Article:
Lightweight Crews and Thinclads Capture Season Openers

Lightweight Crew Wins

With customary ease, Harvard's three lightweight crews up their 1969 seasons with convincing victories over the lightweights from Columbia Saturday afternoon on the Charles.

The varsity eight, coxed by Fred Yalouris and stroked by Dave Harmon, did not get off to the strong start it rowed most of the race at a 32 count.

Steve Gladstone, in his first year as Harvard coach, was happy, but not ecstatic, about his crew's performance. "It was a nice way to start the season," Gladstone said. The lightweights are hoping to duplicate last spring's undefeated record.

The junior varsity was even more successful in terms of margin of victory, winning by eight lengths. Tom Dryer, a heavyweight last year, stroked the Crimson boat.

The freshmen turned in a time of had hoped to, and the Lions enjoyed the lead for all of 30 strokes.

Harvard began to move and pulled ahead and then walked away from Columbia to win by 20 seconds in 6:07.2. The Crimson, as well as the Lions, 6:25.1, two seconds slower than the junior varsity, in its seven-length romp over Columbia's crew in the first race of the afternoon for Harvard.

The lightweights will return to action Saturday as they take on M.I.T. and Dartmouth in competition for the Biglin Bowl, which Harvard has won four years in a row.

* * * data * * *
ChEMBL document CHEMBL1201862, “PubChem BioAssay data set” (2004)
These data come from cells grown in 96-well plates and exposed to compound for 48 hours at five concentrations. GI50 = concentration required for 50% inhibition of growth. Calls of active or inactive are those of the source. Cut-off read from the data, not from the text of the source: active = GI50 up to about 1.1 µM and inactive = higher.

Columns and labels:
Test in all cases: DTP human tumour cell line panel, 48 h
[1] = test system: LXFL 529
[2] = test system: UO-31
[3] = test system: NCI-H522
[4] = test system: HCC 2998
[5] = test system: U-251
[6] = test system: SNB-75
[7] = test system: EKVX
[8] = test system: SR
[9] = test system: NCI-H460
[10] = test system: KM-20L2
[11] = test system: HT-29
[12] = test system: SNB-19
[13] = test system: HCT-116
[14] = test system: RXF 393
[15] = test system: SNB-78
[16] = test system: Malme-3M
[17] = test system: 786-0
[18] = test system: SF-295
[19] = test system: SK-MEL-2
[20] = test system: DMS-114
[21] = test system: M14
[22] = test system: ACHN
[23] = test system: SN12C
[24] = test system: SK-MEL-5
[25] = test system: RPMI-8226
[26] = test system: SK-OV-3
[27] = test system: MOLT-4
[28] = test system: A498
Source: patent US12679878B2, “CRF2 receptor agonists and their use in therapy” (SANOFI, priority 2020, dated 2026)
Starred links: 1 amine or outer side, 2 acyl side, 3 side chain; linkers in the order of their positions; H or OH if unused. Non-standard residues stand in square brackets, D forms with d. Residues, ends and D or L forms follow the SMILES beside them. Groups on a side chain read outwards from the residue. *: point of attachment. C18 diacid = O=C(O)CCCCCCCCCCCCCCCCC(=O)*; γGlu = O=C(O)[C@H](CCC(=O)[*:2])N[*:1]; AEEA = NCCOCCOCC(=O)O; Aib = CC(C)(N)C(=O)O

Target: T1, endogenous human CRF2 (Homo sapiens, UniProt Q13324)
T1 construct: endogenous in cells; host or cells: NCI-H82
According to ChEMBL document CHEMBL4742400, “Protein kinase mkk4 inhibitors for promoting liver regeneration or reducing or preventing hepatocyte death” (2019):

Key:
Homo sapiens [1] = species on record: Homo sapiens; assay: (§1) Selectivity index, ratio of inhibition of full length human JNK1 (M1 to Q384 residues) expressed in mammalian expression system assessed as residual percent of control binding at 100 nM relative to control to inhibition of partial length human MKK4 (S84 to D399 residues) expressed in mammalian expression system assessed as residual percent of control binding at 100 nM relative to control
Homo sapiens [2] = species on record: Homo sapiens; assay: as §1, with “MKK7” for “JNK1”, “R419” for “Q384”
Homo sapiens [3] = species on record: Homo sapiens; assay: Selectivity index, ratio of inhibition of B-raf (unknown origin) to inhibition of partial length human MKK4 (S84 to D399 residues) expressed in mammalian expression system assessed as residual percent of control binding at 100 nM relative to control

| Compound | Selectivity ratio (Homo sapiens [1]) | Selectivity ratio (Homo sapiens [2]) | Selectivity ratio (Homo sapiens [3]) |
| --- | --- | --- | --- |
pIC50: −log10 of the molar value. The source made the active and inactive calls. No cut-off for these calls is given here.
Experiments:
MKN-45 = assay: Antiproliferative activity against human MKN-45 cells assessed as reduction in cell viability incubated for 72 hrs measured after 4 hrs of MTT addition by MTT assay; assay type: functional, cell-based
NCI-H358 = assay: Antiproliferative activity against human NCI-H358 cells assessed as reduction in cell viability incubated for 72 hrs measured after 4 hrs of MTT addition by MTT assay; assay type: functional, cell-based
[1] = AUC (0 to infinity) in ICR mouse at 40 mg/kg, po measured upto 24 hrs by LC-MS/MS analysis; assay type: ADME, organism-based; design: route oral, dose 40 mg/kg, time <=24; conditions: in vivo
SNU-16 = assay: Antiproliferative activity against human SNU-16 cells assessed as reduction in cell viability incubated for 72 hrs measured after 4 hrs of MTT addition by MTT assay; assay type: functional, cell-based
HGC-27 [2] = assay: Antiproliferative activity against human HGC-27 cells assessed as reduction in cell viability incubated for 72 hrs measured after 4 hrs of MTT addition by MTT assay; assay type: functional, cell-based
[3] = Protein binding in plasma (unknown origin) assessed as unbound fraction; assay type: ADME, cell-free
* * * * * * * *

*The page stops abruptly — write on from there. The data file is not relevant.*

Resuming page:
Sprinfield Bows to Nine

Sophomore pitcher J. C. Nickens won his seconds game of the week with an outstanding seven-hitter as fielding errors and clutch hitting helped Harvard to a 6-2 victory over Springfield College on Saturday.

Starting his first game of the season, second baseman John Ballantyne lea the Crimson to its fourth win in seven games by going two for three at the plate and driving in two runs. But Springfield errors were often more crucial than hitting.

Springfield jumped to an early lead when its first batter, Juhan Laurits, hit a chopper in front for the plate that catcher Jack Turco decided to let roll foul. The ball stayed second and score on a single to right by Steve Steitz.

Harvard quickly took the lead in the bottom half of the inning. Neil Hurley singled and advanced to third on Dan DeMicheld's single. With two out, Captain John Ignacio grounded to third, but Steitz's throw pulled first baseman Alan Putz off the bag, allowing Hurley and DeMichele to score.

In the third, Hurley went to first on a fielder's choice and tried to steal second. Springfield catcher Kurt Ascherman threw the ball into center field to advance Hurley to third. Pete Varney grounded to Steitz, whose slow pick-up and bad throw to the plate allowed Hurley to slide home safely.

Springfield narrowed the score to 3-2 in the fifth without a hit. Ascherman was walked, and losing pitcher George Dixon laid a bunt down the first base line that Nickens covered. Nickens threw the ball into right field, and Ascherman scored Springfield's last run.

Harvard put the game away in its half of the fifth. Varney beat out a grounder to short and then broke up an attempted double play on Ignacio's bunt. A walk to Bill Kelley loaded the bases, and Ballantyne followed with a single into center field that scored two runners. Turco hit a sacrifice fly to right that brought Kelly home and finished Harvard's scoring.